THE IDAHO TRIP: PAYETTE AND SALMON RIVERS
Updated: Jul 10, 2020
Out front of the hotel and across the highway, the geese were up, flying west/southwest at 7 a.m. just as they had the last two mornings. Sharp and black and noisy against the rising yellow-orange-white blaze, gathering their own color the further they flew. By 8 a.m. Jason Lindstrom of Flytooth, Grant and I started east in Jason’s car on Route 21 to Lucky Peak Dam, where the road took a big sweep north toward Idaho City and the Boise National Forest.
We had decided that we were going to drive “the loop” tomorrow, which would ultimately take us north to Stanley, the Sawtooth Mountain Range and the Salmon River. But today we really had no plan, short of heading out in search of flowing water, fish and some scenics for Grant to add to his steadily growing stable of images.
After passing a number of smallish mountain streams and parting ways with a another that followed the road for over twenty minutes, we had climbed to about 6,100 feet, crested the peak and started headlong into one switchback after another, and another, and another. Grant sat greenly in the back seat, window cracked, while the switchbacks, lacking backseat view and peanut butter toast he had for breakfast all battled for his attention.
Jason decided that we should check out a stretch of the South Fork of the Payette River just outside Lowman that he had fished a couple times before. We pulled over and looked at a couple likely spots before landing on a winner. Below us flowed a wide turquoise chute that spilled into a long, deep pool and then ran downstream psyching itself up into some pretty good rapids. Above the chute was a 100 yard section of slick, hip-deep water with braids boiling up from behind big submerged boulders and upswells from the even deeper holes further upstream. And it was gin clear and fast from soup to nuts.
I’d like to report that we had a stellar fish day, but that would require many more and much bigger fish than we caught. Fittingly, Grant’s camera work capturing our arresting environs and presence was the big fish of the day. We bagged it early in preparation for the god-awful 3 a.m. wake-up call that was on deck for tomorrow’s excursion.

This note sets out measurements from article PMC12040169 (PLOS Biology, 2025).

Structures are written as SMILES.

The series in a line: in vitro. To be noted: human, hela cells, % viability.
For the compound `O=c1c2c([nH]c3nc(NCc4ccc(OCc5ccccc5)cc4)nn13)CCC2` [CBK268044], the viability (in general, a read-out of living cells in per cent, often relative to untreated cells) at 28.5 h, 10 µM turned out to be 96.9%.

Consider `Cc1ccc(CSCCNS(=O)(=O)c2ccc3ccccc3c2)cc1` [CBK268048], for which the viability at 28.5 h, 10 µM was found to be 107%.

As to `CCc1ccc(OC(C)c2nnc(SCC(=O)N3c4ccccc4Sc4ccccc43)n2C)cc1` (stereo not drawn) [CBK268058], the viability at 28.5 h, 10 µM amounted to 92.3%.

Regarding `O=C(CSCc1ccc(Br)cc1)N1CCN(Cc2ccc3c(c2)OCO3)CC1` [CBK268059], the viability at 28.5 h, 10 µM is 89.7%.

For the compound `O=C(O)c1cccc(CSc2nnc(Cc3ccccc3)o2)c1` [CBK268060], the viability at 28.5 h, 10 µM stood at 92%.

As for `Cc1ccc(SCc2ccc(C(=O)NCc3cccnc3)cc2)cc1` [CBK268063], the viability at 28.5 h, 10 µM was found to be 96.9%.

There’s still a lot of dark left ahead of you when you’re on the road at 4 a.m. We struck out on Route 55 north armed with McDonalds breakfast sandwiches, hashbrowns and coffee. Our trip was going to take us through Crouch and Garden Valley back to Route 21 at Lowman, where we’d point the car northeast to Stanley.
Around 6:15 the faintest touch of dawn gave up the backbone of the Sawtooth Range. We entered Challis National Forest, rounded the north end of the mountains, and stopped about 15 minutes shy of Stanley to get some shots as the sun started into the valley. Local temps were high 20’s.
After a second breakfast at Sawtooth Luce’s and a stop at McCoy’s Fly shop for some intel and a couple flies, we just stood around for a while soaking in the simple frontier ease of the town and the sheer giant-ness of the mountain backdrop. Then we drove out Route 75 along the Salmon, past Sunbeam to a stretch below Yankee Fork as instructed.
As I picked my way down through the streamside boulders I could see fish holding in a big deep pool. The water was emerald here, and just as clear as the Payette. Smaller rainbows and cutthroat were rising. The larger ones were holding deeper lanes, swinging a foot in either direction to pick up drifting bugs. Fish were rising constantly along the rock wall on the far side of the river. Unreachable, of course. My second drift produced a small cutthroat. My first. A couple small ‘bows and two decent whitefish later, the hole went quiet. We jumped back in the truck and headed downstream another half mile to some wadeable water.
I spent the remains of the afternoon casting dries to risers, while Jason stayed busy with a rubber-leg bugger upstream. I traded Grant for his camera so he could get in on the action as well.
After sitting streamside with a couple beers, soaking up a little more late afternoon sun, we decided that we’d done enough damage for one day and waded back across the river to the truck and a long ride back to Boise–the sun about ready to set on yet another great day.